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Djuna Barnes Collection

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Djuna Barnes Collection Finding Aid

Djuna Barnes Writings

This series includes drafts, fragments, corrected page proofs, notes and notebooks, and published versions of Barnes's writings. The series is divided into two sections: "Manuscripts and Proofs" and "Publications." Among the most important items in "Manuscripts and Proofs" are drafts and fragments of Nightwood, arranged to complement the critical edition edited by Cheryl J. Plumb (Normal, Ill.: Dalkey Archive Press, 1995). This section also contains numerous drafts of The Antiphon, including multiple copies of the Poet's Theatre version of 1956, and corrected page proofs of Barnes's later published works, including The Antiphon, Spillway, and Selected Works (an edition published in 1962 containing Nightwood, The Antiphon, and Spillway). A substantial portion of this series consists of the mostly unpublished poetry Barnes wrote over the last twenty-five years of her life. "Manuscripts and Proofs" are arranged alphabetically. The oversize "Manuscripts and Proofs" are listed after the first portion of "Publications."

"The Girl and the Gorilla," New York World Magazine, October 1914.

* "The Girl and the Gorilla," New York World Magazine, October 1914.

The other section within this series, "Publications," is comprised of Barnes's writings for newspapers and magazines between 1913 and 1931. The publications are arranged alphabetically. The oversize "Publications" are listed after the oversize "manuscripts and Proofs."

Djuna Barnes Correspondence

Djuna Barnes and Thelma Wood on beach in Provincetown, Massachusetts, circa 1925-1926.

* Djuna Barnes and Thelma Wood on beach in Provincetown, Massachusetts, circa 1925-1926.

This series contains letters to and from Barnes, notes, postcards, poems, notebooks, royalty statements, and printed matter received with correspondence. Correspondence relating to Nightwood includes that of Emily Coleman, T. S. Eliot, Thelma Wood, and Daniel Mahoney. The Antiphon is the subject of correspondence with Dag Hammarskjöld, Ragnar Eknar, Karl Gierow, Nancy Mazzocco, and Edwin Muir. Among Barnes's most extensive personal correspondents are James Stern, Samuel Peter Hoare, Peggy Guggenheim, Thelma Wood ("Simon"), Ernst "Putzi" Hanfstaengel, and Silas Glossop.

This series is arranged alphabetically by correspondent.

Djuna Barnes Manuscripts by Others

This series consists of two manuscript items that came into Barnes's possession: an Italian manuscript of unknown origin, ca. 1891-1895, and an adaptation of Barnes's short story "Aller et Retour" by Virginia Smiley.

Arrangement is chronological.

Djuna Barnes Printed Matter

This series, "Printed Matter," consists primarily of clippings and articles about Barnes and reviews of her writings. There is also a festschrift compiled for her eightieth birthday. In addition, there are files related to associates of Barnes, such as T. S. Eliot, Dag Hammarskjöld, and Edwin Muir, as well as printed items such as playbills and pamphlets.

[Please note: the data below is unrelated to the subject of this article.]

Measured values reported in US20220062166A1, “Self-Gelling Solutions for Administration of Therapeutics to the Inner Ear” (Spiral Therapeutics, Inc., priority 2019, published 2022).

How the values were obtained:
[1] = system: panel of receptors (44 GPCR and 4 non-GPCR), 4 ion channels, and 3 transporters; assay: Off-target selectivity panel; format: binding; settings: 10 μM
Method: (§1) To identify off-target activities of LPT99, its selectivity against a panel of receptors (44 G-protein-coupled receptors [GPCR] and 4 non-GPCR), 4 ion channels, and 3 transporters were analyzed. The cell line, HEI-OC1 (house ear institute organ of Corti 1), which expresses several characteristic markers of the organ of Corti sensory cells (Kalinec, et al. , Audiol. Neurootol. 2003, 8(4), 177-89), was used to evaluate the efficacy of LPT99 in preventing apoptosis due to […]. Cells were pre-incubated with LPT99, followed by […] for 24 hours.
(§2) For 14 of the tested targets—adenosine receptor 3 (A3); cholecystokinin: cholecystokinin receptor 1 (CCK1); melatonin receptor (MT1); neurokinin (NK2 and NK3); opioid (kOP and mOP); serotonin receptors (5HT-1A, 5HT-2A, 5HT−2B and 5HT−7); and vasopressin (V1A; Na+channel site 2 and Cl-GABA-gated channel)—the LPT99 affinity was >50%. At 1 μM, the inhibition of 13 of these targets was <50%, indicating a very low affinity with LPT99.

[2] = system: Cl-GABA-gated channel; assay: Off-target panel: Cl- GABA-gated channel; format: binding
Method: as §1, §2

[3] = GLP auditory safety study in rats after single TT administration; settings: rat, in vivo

The series is arranged alphabetically by subject and title. The list of oversize items, arranged alphabetically by subject and title, follows the list of items that are not oversize.

Djuna Barnes Serial Publications

This series, composed of publications Barnes saved over the years, is divided into two sections, "Book Catalogs" and "Serials." The book catalogs--from publishing companies such as Faber and Faber; Liveright Publications; and Farrar, Straus, and Cudahy--cover the period between 1934 and 1982. The serials include Sewanee Review, Partisan Review, Encounter, and the American Academy of Arts and Letters/National Institute of Arts and Letters, Proceedings. This section of the series covers the period from 1942 to 1982.

This series is arranged alphabetically and chronologically.

Djuna Barnes Family & Personal Papers

Photograph of Djuna Barnes in a scene from Leo Tolstoy's "The Power of Darkness," Theater Guild production and Garrick Theater, January 1920. Back inscription: (On Verso: "Tolstoy's Power of Darkness.' D. Barnes/middle figure, head bowd, hands praying posture./I think a Guild production, date God knows.")

*Photograph of Djuna Barnes in a scene from Leo Tolstoy's "The Power of Darkness," Theater Guild production and Garrick Theater, January 1920.
Back inscription: (On Verso: "Tolstoy's Power of Darkness.' D. Barnes/middle figure, head bowd, hands praying posture./I think a Guild production, date God knows.")

 

This series includes address books, biographical and genealogical information, correspondence, daybooks, financial records, marriage and divorce papers, notes and notebooks, passports, postcards, and poetry by Barnes family members. These materials illuminate Barnes's complex relations with her parents, Wald Barnes (also known as Brian Barnes, Harold Barnes, and Henry Budington, among other names) and Elizabeth Chappell Barnes, as well as her siblings, Thurn, Zendon, Saxon, and Shangar, and half-siblings, Muriel, Duane, and Buan. Of particular interest is her correspondence with her paternal grandmother, Zadel Gustafson, who exerted great influence over her son and his offspring. This series also contains material related to Barnes herself, including daybooks, official papers, financial records, and biographical information.

Arrangement is alphabetical by surname of family member.

Permission to Publish